Roof Top Tent…Solar System

Recently I replaced my “Soft” Roof Top Tent (RTT) with a smaller, “Hard” RTT. The soft tent was an “Overlander” from Smittybilt.

The replacement is from Roofnest and I went with the lowest profile RTT on the market, the Falcon.

There were two reasons for the move….One was the Overlander was a bear to fold up when near 8′ high on the trucks cap. Actually, folding it up wasn’t too bad….But putting the cover on was horrible, especially in the rain! The second reason was I wanted a hard roof to mount a solar panel to so my auxiliary battery would charge while driving. The Falcon gave me easy of opening and closing and a hard top for solar.

So lets talk about the solar system…..

I started with a single HQST brand, 100 watt panel that I sourced from Amazon for $89 (All prices listed in this article are from AMAZON in 2022). Price was the buying decision. As you can read in other articles on this web site, I’ve done a number of solar projects. Currently most, if not all, solar panels are very similar. You can spend lots more for a 100w panel but I’m not sure you are getting any more for your dollars.

Folks are asking how I mounted the panels to the thin aluminum top of the Falcon. I used #M 5200 adhesive, pop rivets and Eternabond tape to attach “L” brackets to the top and the panels are pop rivited to the L-Brackets. If you have never used #M 5200, be sure whatever you glue down is where you want it. You are never going to remove it once the 5200 cures. Same goes for Eternabond tape. Near impossible to remove once it is down.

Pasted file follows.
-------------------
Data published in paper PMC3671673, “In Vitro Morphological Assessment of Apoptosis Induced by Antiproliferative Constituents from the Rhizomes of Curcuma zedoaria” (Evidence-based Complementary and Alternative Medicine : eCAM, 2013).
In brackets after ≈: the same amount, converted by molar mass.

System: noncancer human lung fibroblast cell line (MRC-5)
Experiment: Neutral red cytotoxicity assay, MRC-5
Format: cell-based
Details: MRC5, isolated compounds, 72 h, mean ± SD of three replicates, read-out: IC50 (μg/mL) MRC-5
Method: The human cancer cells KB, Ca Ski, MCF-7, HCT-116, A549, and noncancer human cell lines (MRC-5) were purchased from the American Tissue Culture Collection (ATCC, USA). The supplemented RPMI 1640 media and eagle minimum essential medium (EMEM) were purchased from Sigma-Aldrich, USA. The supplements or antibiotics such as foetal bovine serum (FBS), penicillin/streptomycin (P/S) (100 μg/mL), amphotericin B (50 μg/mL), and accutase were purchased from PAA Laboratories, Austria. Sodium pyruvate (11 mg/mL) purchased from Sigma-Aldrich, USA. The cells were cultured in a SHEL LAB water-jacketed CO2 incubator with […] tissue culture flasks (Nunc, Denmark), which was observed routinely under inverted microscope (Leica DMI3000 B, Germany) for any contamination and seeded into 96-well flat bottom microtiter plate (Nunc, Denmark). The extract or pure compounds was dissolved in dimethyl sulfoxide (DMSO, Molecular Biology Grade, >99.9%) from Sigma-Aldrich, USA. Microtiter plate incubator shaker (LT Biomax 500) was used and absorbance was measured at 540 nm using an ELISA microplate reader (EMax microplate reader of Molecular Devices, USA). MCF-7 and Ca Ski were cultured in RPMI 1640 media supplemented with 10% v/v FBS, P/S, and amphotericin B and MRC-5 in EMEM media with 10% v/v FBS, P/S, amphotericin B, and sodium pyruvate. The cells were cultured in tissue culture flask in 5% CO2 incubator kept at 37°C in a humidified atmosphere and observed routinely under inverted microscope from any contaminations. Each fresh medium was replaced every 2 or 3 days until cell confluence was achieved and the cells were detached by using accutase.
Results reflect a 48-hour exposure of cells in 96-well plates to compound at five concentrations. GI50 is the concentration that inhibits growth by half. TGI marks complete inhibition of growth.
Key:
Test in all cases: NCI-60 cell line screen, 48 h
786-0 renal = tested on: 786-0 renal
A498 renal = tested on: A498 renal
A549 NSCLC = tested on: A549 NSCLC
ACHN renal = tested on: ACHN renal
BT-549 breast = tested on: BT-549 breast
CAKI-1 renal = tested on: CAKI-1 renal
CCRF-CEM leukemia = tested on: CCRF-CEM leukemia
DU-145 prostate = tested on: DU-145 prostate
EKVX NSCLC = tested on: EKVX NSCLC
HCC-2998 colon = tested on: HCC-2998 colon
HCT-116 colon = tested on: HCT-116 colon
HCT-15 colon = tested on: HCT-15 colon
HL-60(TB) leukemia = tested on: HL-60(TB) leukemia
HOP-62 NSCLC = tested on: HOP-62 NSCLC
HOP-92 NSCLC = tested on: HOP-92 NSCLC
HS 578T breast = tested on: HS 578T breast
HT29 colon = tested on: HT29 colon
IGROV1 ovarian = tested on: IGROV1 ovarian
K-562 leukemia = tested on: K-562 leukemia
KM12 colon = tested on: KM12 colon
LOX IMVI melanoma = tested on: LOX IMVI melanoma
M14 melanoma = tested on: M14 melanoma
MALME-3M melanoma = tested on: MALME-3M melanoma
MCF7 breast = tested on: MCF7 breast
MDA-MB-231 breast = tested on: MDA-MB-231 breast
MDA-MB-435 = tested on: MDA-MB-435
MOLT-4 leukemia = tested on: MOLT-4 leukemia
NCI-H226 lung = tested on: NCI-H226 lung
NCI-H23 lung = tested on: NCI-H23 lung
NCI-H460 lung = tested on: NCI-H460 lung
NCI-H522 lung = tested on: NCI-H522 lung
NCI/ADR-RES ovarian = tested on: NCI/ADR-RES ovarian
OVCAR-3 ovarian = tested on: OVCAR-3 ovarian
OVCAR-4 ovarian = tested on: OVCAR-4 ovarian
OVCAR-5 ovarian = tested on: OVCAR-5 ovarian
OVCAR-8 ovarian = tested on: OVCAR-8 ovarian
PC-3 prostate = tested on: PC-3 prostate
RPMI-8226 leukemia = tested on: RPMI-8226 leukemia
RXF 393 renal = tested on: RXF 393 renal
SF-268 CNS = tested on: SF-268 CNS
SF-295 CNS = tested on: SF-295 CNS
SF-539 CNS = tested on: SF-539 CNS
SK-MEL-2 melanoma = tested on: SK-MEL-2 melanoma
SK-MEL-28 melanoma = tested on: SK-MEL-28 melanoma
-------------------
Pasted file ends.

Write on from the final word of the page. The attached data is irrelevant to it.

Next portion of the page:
You can see two mounts completed with the addition of Eternabond over the bracket’s foot. Above is a bracket awaiting Eternabond.

From the solar panel you need a charge controller. I chose a Renogy Wanderer Li 30amp. This is a very inexpensive PWM (not MPPT) controller that cost $29 (2022). MPPT controllers are far superior in lartger systems. In a single panel system like this, it is not needed. PWM will be fine as we will see later.

From the solar controller you need to store all this FREE electricity. That requires a battery. I suggest you want at least 100aH (Amp Hours). You could go inexpensive with a good AGM (Absorb Glass Mat) type battery for around $200 for a quality Group 31 size. But the price of MUCH better Lithium batteries has really come down. I went with a LISUATELI 12v 100Ah LifePo4 Lithium battery that has a BMS (Battery Management System) with all the bells and whistles to protect the battery from discharge and charge errors. $339 (2022)

Add some quality wire of the appropriate gauge, and you have a solar system. The Renogy Wanderer solar controller has USB jacks on the bottom for charging your phone and other devices. Anything else could be attached to the battery with alligator jacks.

But I’m not like that…..I went a few steps further…

First I added a Blue Tooth “dongle” so I could monitor on my phone what the solar system was doing. This is the Renogy BT-1. $37 (2022)